With an Oct. 9 deadline looming, the Indiana secretary of state's office has released new television and radio ads that emphasize the importance of every ballot in an effort to encourage Hoosiers to register to vote.
The office will spend roughly $385,000 on the voter outreach campaign, which is playing in markets throughout the state. The script will change in the weeks leading to Election Day to an effort to encourage Hoosiers to go to the polls.
The ad "portrays how one Hoosier's vote made a significant impact on our country," said Valerie Kroeger, a spokeswoman for the secretary of state's office.
Voting starts with registration and isn't possible without it. Those who've voted in recent years and haven't moved are likely already registered. But those who are uncertain can go to IndianaVoters.com to find out.
That's also where Hoosiers can find out where to register, find their polling places and update their registrations.
Four years ago — prompted in part by a contested Democratic presidential primary and interest in Democrat Barack Obama's campaign — registrations in Indiana shot up to more than 4.5 million voters. That was 5 percent higher than in 2004, the previous presidential election.
In 2010, however, registrations dropped to 4.3 million voters. And Kroeger said the pace is slower this year, as well.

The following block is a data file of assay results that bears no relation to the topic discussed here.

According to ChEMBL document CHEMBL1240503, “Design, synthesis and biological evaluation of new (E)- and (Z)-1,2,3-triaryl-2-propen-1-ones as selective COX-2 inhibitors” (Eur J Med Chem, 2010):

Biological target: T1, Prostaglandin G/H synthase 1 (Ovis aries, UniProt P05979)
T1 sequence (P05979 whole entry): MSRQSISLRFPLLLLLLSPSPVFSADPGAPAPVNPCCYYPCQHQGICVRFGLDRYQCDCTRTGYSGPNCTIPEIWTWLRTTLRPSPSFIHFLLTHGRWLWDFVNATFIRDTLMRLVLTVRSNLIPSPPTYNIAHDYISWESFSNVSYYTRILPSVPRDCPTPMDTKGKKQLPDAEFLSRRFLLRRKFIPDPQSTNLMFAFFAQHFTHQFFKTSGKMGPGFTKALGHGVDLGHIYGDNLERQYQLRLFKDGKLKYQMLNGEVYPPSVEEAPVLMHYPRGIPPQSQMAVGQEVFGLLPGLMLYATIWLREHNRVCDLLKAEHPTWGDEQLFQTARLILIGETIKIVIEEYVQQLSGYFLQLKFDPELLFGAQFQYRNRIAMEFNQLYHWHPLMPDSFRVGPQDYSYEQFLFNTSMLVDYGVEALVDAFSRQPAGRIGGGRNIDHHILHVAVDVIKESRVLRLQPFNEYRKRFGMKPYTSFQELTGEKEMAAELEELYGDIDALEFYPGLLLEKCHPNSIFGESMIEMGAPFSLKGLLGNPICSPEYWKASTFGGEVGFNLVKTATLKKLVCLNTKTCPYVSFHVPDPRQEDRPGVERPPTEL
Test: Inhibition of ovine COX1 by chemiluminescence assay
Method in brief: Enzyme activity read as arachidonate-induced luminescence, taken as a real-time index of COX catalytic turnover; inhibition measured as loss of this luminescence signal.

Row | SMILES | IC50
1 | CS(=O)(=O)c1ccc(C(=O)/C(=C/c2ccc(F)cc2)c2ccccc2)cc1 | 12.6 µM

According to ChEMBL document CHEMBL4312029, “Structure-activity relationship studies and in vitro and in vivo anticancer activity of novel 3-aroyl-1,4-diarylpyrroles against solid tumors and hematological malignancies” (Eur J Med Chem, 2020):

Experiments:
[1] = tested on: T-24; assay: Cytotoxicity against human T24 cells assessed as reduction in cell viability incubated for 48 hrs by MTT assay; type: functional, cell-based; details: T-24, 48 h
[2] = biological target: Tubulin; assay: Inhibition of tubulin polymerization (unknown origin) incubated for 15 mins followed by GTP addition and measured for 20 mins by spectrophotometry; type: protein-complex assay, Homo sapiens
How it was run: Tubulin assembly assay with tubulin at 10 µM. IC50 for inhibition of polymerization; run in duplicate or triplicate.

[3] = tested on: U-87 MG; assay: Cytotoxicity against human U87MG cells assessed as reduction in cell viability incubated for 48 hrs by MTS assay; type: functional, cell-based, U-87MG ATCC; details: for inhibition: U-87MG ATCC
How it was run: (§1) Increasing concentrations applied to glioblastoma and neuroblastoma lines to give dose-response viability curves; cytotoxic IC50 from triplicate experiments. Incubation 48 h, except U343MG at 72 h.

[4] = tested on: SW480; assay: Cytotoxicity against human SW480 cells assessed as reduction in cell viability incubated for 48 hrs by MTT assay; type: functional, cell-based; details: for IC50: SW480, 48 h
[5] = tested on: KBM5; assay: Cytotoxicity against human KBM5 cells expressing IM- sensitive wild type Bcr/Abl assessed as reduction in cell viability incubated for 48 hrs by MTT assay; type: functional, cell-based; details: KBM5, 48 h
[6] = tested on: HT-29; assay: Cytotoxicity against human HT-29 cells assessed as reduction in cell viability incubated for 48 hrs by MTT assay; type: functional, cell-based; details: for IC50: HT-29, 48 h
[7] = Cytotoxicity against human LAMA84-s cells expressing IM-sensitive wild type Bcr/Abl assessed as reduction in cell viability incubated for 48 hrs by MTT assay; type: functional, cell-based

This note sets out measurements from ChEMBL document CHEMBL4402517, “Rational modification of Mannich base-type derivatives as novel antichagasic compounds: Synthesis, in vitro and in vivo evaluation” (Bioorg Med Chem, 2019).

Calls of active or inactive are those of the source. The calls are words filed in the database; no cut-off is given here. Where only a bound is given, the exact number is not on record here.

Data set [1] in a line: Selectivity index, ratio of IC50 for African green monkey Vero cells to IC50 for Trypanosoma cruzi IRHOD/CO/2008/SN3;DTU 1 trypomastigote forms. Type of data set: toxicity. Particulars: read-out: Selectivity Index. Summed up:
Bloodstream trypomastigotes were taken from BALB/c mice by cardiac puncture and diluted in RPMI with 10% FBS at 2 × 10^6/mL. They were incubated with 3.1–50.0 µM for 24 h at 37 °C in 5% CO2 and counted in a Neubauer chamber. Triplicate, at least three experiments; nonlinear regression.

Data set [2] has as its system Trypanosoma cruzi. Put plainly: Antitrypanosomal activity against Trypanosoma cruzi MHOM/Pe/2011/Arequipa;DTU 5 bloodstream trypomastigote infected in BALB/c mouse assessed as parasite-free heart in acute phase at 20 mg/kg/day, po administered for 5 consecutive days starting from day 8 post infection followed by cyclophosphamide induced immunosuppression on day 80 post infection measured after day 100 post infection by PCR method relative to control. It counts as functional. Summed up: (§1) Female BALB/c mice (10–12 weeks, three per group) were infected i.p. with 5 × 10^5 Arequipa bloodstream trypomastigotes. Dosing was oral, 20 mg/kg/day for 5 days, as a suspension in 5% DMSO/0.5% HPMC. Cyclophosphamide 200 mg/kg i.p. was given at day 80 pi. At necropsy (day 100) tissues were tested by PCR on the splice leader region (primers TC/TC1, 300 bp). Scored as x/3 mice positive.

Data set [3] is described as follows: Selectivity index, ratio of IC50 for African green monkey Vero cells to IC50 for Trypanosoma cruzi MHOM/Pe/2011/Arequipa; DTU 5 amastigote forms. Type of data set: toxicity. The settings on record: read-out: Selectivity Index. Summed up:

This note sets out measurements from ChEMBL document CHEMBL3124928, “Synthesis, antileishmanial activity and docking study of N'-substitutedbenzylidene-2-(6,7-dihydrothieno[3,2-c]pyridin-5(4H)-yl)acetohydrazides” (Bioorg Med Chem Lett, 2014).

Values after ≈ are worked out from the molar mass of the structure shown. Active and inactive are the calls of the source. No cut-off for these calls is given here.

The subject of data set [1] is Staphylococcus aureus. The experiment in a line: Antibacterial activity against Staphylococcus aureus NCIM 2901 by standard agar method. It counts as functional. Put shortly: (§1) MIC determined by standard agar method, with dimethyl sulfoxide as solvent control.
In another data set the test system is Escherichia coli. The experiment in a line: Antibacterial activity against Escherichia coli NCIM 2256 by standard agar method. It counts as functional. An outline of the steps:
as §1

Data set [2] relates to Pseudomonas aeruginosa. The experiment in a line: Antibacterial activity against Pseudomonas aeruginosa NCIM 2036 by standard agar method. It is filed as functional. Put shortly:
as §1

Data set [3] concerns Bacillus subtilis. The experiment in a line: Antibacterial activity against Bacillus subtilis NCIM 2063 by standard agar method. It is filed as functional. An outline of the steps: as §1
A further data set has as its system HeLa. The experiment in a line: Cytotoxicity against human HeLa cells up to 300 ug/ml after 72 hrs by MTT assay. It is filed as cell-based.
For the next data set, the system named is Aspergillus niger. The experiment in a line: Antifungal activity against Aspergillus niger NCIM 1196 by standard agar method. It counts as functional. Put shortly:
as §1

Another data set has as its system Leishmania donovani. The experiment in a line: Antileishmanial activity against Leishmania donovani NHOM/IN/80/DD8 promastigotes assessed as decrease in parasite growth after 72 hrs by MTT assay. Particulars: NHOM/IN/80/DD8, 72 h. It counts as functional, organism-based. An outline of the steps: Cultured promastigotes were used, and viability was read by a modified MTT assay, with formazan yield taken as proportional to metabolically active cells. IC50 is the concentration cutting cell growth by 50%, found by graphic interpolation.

But the secretary of state's ad aims to show that every Hoosier can make a difference by first registering and then voting. It tells the "strange but true" short story of Henry Shoemaker, a farm hand from DeKalb County who cast the deciding vote for state representative Madison Marsh in 1842.
At the time, United States senators were elected by state representatives rather than state residents. Direct election of senators would come with the 17th Amendment in 1913.
But in 1842, Madison Marsh was the tie-breaking vote to elect U.S. Sen. Edward Henegan to represent Indiana. Then, Henegan's vote in the U.S. Senate was the deciding vote to authorize the nation's war with Mexico.
After defeating Mexico, the United States obtained territory that now makes up the states of Texas, California, Arizona, New Mexico, Washington and Oregon.
"So if you don't think your vote counts, think again," the ad concludes.
The state is paying for the ad with money from the Help America Vote Act, a federal law approved in 2002 to help states with election procedures. In part, the law is a response to the 2000 election, during which more than 2 million votes weren't counted because machines registered either no votes or multiple votes.
Tim Grimes is a reporter for The Statehouse File, a news service powered Franklin College journalism students and faculty.